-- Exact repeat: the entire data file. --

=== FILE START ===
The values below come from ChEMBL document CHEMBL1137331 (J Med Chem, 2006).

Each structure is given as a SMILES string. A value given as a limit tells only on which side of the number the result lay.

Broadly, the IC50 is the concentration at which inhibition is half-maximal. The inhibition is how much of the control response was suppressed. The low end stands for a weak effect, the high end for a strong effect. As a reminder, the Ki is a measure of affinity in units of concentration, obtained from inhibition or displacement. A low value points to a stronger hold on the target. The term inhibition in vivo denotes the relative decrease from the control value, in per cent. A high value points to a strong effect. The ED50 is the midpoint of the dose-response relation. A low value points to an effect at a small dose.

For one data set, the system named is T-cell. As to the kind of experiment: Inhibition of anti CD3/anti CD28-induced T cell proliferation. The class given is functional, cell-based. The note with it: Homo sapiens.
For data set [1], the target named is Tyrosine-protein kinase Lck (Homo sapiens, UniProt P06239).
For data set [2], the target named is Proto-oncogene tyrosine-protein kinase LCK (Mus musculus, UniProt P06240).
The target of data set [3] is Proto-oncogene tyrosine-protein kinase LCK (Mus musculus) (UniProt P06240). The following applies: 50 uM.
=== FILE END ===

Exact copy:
The values below come from ChEMBL document CHEMBL1137331 (J Med Chem, 2006).

Each structure is given as a SMILES string. A value given as a limit tells only on which side of the number the result lay.

Broadly, the IC50 is the concentration at which inhibition is half-maximal. The inhibition is how much of the control response was suppressed. The low end stands for a weak effect, the high end for a strong effect. As a reminder, the Ki is a measure of affinity in units of concentration, obtained from inhibition or displacement. A low value points to a stronger hold on the target. The term inhibition in vivo denotes the relative decrease from the control value, in per cent. A high value points to a strong effect. The ED50 is the midpoint of the dose-response relation. A low value points to an effect at a small dose.

For one data set, the system named is T-cell. As to the kind of experiment: Inhibition of anti CD3/anti CD28-induced T cell proliferation. The class given is functional, cell-based. The note with it: Homo sapiens.
For data set [1], the target named is Tyrosine-protein kinase Lck (Homo sapiens, UniProt P06239).
For data set [2], the target named is Proto-oncogene tyrosine-protein kinase LCK (Mus musculus, UniProt P06240).
The target of data set [3] is Proto-oncogene tyrosine-protein kinase LCK (Mus musculus) (UniProt P06240). The following applies: 50 uM.